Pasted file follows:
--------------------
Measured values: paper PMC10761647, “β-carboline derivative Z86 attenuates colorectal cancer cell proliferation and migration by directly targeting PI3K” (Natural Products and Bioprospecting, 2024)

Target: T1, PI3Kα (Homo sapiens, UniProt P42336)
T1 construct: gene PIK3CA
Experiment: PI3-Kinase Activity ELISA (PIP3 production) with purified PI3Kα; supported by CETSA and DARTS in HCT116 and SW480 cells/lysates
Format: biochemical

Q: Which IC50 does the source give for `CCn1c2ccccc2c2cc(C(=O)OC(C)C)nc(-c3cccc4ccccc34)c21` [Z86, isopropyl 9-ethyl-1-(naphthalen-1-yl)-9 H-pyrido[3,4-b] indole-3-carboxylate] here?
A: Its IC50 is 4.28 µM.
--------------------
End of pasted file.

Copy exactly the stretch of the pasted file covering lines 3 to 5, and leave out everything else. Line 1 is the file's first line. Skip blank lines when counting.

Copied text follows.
T1 construct: gene PIK3CA
Experiment: PI3-Kinase Activity ELISA (PIP3 production) with purified PI3Kα; supported by CETSA and DARTS in HCT116 and SW480 cells/lysates
Format: biochemical